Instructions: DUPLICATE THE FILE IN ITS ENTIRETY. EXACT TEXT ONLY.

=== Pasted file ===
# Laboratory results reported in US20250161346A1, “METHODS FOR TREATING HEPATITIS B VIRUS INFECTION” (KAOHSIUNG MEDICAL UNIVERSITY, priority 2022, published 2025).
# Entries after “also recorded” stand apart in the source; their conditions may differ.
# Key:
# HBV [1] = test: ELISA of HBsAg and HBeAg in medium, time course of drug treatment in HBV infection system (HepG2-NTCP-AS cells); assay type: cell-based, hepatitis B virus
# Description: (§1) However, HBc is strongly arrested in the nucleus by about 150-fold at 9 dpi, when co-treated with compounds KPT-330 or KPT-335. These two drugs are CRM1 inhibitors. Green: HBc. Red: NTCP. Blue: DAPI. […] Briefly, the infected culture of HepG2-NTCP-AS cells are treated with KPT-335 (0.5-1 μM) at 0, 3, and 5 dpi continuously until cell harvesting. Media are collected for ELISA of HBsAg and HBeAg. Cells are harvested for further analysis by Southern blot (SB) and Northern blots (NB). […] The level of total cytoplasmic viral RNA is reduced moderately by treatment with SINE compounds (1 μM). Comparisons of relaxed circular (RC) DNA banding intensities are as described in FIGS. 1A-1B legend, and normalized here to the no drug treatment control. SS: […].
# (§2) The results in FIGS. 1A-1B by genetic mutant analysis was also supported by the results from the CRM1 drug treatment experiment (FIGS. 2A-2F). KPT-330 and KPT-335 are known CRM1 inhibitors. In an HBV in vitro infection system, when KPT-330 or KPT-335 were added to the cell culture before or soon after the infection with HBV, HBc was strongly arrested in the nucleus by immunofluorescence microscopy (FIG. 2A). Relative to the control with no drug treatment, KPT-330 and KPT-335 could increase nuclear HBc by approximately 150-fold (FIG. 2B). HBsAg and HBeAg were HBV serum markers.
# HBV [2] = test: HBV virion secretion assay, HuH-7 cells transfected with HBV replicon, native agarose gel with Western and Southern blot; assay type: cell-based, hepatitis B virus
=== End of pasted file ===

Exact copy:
# Laboratory results reported in US20250161346A1, “METHODS FOR TREATING HEPATITIS B VIRUS INFECTION” (KAOHSIUNG MEDICAL UNIVERSITY, priority 2022, published 2025).
# Entries after “also recorded” stand apart in the source; their conditions may differ.
# Key:
# HBV [1] = test: ELISA of HBsAg and HBeAg in medium, time course of drug treatment in HBV infection system (HepG2-NTCP-AS cells); assay type: cell-based, hepatitis B virus
# Description: (§1) However, HBc is strongly arrested in the nucleus by about 150-fold at 9 dpi, when co-treated with compounds KPT-330 or KPT-335. These two drugs are CRM1 inhibitors. Green: HBc. Red: NTCP. Blue: DAPI. […] Briefly, the infected culture of HepG2-NTCP-AS cells are treated with KPT-335 (0.5-1 μM) at 0, 3, and 5 dpi continuously until cell harvesting. Media are collected for ELISA of HBsAg and HBeAg. Cells are harvested for further analysis by Southern blot (SB) and Northern blots (NB). […] The level of total cytoplasmic viral RNA is reduced moderately by treatment with SINE compounds (1 μM). Comparisons of relaxed circular (RC) DNA banding intensities are as described in FIGS. 1A-1B legend, and normalized here to the no drug treatment control. SS: […].
# (§2) The results in FIGS. 1A-1B by genetic mutant analysis was also supported by the results from the CRM1 drug treatment experiment (FIGS. 2A-2F). KPT-330 and KPT-335 are known CRM1 inhibitors. In an HBV in vitro infection system, when KPT-330 or KPT-335 were added to the cell culture before or soon after the infection with HBV, HBc was strongly arrested in the nucleus by immunofluorescence microscopy (FIG. 2A). Relative to the control with no drug treatment, KPT-330 and KPT-335 could increase nuclear HBc by approximately 150-fold (FIG. 2B). HBsAg and HBeAg were HBV serum markers.
# HBV [2] = test: HBV virion secretion assay, HuH-7 cells transfected with HBV replicon, native agarose gel with Western and Southern blot; assay type: cell-based, hepatitis B virus